As 2020 nears the halfway mark and we reflect on a six-month span that has given us Australian bushfires, an ongoing pandemic, and global protests sparking societal upheaval, it's almost trite to remember that June is the month for us to commemorate Pride.

June is now devoted to what was, once upon a time, just a day at New York's Stonewall Inn in 1969, whereby queer people (notably from black and brown and trans communities) defied expectations and resisted arrest during a raid facilitated by the NYPD. The ensuing riots (along with other, less-reported campaigning prior to and following the Stonewall event) became a foundational cornerstone for the changes to the civil liberties experienced by those in the LGBTQ+ community today.

Sadly, it’s easy for a collective cultural amnesia to supplant the riotous backstory of the Pride movement amid its corporatization; all the banner-waving from banks, fast food chains, tech corporations, and, yes, fashion brands.

Case in point: An email I received from [redacted] PR a few weeks ago contained images of a Rainbow Breton top with the subject: “Hi ! Rainbow Shirts for Pride?” When I politely enquired about how the $60 shirt will be benefitting or contributing to the LGBTQ+ community, they replied with “they're not unfortunately.”

One of the original founders of Pride, Ellen Broidy, crystallized this commodification of social justice in a comment to BBC Today, saying: "[Pride is] much more powerful without the floats and without Citibank and American Airlines. Yes, it's a sign of progress but in a distinctly capitalist market.”

Capitalist agendas aside, it's probably worth remembering that while "globally recognized brand" plus "rainbow graphic" might feel like the exploitation of an oppressed identity, the worldwide exposure of well-known companies aligning with LGBTQ causes has a trickle-down effect to normalize and promote tolerance, acceptance, and changing of societal attitudes. But it does not excuse or justify those who manipulate the real-life struggle of millions around the world to put money in their own pockets or nurture a brand image.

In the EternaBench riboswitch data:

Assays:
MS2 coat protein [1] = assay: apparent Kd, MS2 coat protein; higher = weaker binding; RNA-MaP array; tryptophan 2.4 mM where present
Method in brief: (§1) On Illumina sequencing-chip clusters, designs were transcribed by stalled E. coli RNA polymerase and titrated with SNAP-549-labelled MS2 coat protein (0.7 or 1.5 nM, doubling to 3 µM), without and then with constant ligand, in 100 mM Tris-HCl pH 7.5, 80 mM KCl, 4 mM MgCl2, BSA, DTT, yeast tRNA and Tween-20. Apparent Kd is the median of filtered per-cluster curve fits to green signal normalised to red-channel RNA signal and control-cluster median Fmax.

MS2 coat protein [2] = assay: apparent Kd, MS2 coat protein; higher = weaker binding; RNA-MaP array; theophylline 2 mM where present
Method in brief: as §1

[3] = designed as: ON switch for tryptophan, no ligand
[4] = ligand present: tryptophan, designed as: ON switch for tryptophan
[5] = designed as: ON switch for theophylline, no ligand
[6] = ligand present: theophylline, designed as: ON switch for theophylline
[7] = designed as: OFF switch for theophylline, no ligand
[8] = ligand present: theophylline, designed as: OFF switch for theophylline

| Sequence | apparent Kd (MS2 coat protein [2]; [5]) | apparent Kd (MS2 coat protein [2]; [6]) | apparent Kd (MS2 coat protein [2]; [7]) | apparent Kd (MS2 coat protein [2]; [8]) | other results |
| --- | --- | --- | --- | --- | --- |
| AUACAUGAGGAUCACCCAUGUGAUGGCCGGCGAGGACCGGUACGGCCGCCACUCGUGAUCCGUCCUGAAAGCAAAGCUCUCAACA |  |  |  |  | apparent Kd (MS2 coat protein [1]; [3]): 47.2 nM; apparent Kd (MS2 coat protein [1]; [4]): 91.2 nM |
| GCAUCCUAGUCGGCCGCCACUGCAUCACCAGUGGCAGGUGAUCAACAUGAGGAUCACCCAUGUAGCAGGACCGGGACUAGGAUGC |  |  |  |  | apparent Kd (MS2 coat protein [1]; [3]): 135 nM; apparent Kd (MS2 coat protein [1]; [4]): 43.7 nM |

So how do we navigate this distinctly capitalist market? With knowledge.

Here, we look at some of the more worthwhile Pride collections with information on exactly where your dollar is going and what they will do with it. Corporate transparency is one of our favorite trends for SS20.

Calvin Klein

Who: Calvin Klein

What are they doing?: In 2020, Calvin Klein has donated over $100,000 USD to LGBTQ non-profit organizations, including the onePULSE Foundation, to which Calvin Klein's parent company, PVH has made a $1 million grant through the PVH Foundation.

Notes on the collection: Your regular easy-to-wear Calvin Klein underwear, basic, and denim staples with a Pride flag trim – and jockstraps !

Where to buy: Calvin Klein


Who: Levi’s

What are they doing?: 100 percent of net proceeds from Levi’s Pride 2020 collection will go to OutRight Action International.